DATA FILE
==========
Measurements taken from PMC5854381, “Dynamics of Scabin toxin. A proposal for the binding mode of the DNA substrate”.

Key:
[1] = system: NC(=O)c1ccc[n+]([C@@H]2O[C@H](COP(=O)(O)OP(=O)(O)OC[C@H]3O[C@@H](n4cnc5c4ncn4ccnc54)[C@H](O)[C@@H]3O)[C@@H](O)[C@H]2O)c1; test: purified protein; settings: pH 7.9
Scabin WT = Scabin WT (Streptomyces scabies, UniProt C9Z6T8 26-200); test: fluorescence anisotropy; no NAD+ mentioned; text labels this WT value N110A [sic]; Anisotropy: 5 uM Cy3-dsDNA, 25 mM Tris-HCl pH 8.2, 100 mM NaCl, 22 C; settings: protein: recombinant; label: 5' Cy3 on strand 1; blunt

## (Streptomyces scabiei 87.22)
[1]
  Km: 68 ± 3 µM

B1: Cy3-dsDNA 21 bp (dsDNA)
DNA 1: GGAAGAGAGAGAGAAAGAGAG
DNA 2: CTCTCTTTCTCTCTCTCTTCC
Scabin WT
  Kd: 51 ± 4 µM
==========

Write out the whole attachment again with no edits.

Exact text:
Measurements taken from PMC5854381, “Dynamics of Scabin toxin. A proposal for the binding mode of the DNA substrate”.

Key:
[1] = system: NC(=O)c1ccc[n+]([C@@H]2O[C@H](COP(=O)(O)OP(=O)(O)OC[C@H]3O[C@@H](n4cnc5c4ncn4ccnc54)[C@H](O)[C@@H]3O)[C@@H](O)[C@H]2O)c1; test: purified protein; settings: pH 7.9
Scabin WT = Scabin WT (Streptomyces scabies, UniProt C9Z6T8 26-200); test: fluorescence anisotropy; no NAD+ mentioned; text labels this WT value N110A [sic]; Anisotropy: 5 uM Cy3-dsDNA, 25 mM Tris-HCl pH 8.2, 100 mM NaCl, 22 C; settings: protein: recombinant; label: 5' Cy3 on strand 1; blunt

## (Streptomyces scabiei 87.22)
[1]
  Km: 68 ± 3 µM

B1: Cy3-dsDNA 21 bp (dsDNA)
DNA 1: GGAAGAGAGAGAGAAAGAGAG
DNA 2: CTCTCTTTCTCTCTCTCTTCC
Scabin WT
  Kd: 51 ± 4 µM